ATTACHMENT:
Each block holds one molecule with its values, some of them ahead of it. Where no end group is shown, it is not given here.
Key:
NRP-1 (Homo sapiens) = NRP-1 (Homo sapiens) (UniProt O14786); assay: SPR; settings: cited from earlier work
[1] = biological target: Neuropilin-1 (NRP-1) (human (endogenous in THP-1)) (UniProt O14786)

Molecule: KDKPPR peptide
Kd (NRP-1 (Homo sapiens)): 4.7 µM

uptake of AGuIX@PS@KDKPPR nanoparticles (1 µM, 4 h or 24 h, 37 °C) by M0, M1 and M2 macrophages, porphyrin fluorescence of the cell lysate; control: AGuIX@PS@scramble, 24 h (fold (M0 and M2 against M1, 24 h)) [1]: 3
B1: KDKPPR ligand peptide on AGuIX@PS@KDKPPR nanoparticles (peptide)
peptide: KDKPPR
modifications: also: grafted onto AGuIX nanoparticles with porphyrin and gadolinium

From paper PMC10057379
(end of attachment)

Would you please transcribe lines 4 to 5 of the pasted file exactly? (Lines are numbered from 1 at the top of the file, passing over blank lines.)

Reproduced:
[1] = biological target: Neuropilin-1 (NRP-1) (human (endogenous in THP-1)) (UniProt O14786)

Molecule: KDKPPR peptide